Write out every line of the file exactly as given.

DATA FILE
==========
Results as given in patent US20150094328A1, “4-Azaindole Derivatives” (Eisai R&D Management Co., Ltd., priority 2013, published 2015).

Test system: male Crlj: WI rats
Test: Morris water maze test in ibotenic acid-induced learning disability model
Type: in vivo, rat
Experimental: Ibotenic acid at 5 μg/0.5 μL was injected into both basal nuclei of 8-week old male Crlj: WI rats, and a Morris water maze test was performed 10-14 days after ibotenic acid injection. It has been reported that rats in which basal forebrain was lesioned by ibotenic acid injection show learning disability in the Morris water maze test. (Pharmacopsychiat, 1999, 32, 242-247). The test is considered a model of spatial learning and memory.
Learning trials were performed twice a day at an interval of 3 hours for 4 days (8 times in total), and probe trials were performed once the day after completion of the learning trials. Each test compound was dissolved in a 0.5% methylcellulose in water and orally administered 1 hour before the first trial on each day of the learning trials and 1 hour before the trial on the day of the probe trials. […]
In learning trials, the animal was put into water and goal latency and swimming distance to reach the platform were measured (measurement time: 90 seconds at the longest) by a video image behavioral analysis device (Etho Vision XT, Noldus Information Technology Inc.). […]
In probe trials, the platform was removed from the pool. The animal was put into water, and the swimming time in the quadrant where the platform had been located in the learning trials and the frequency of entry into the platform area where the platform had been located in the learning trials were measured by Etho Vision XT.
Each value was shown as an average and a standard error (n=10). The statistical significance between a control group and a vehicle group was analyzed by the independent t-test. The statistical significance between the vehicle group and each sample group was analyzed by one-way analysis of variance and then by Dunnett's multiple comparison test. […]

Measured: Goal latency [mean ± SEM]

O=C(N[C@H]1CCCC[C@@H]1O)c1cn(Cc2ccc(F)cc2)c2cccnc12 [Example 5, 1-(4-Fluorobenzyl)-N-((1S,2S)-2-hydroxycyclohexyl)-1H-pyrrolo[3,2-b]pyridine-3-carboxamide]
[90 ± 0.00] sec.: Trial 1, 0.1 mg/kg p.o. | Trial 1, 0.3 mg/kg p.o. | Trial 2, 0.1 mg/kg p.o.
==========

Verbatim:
Results as given in patent US20150094328A1, “4-Azaindole Derivatives” (Eisai R&D Management Co., Ltd., priority 2013, published 2015).

Test system: male Crlj: WI rats
Test: Morris water maze test in ibotenic acid-induced learning disability model
Type: in vivo, rat
Experimental: Ibotenic acid at 5 μg/0.5 μL was injected into both basal nuclei of 8-week old male Crlj: WI rats, and a Morris water maze test was performed 10-14 days after ibotenic acid injection. It has been reported that rats in which basal forebrain was lesioned by ibotenic acid injection show learning disability in the Morris water maze test. (Pharmacopsychiat, 1999, 32, 242-247). The test is considered a model of spatial learning and memory.
Learning trials were performed twice a day at an interval of 3 hours for 4 days (8 times in total), and probe trials were performed once the day after completion of the learning trials. Each test compound was dissolved in a 0.5% methylcellulose in water and orally administered 1 hour before the first trial on each day of the learning trials and 1 hour before the trial on the day of the probe trials. […]
In learning trials, the animal was put into water and goal latency and swimming distance to reach the platform were measured (measurement time: 90 seconds at the longest) by a video image behavioral analysis device (Etho Vision XT, Noldus Information Technology Inc.). […]
In probe trials, the platform was removed from the pool. The animal was put into water, and the swimming time in the quadrant where the platform had been located in the learning trials and the frequency of entry into the platform area where the platform had been located in the learning trials were measured by Etho Vision XT.
Each value was shown as an average and a standard error (n=10). The statistical significance between a control group and a vehicle group was analyzed by the independent t-test. The statistical significance between the vehicle group and each sample group was analyzed by one-way analysis of variance and then by Dunnett's multiple comparison test. […]

Measured: Goal latency [mean ± SEM]

O=C(N[C@H]1CCCC[C@@H]1O)c1cn(Cc2ccc(F)cc2)c2cccnc12 [Example 5, 1-(4-Fluorobenzyl)-N-((1S,2S)-2-hydroxycyclohexyl)-1H-pyrrolo[3,2-b]pyridine-3-carboxamide]
[90 ± 0.00] sec.: Trial 1, 0.1 mg/kg p.o. | Trial 1, 0.3 mg/kg p.o. | Trial 2, 0.1 mg/kg p.o.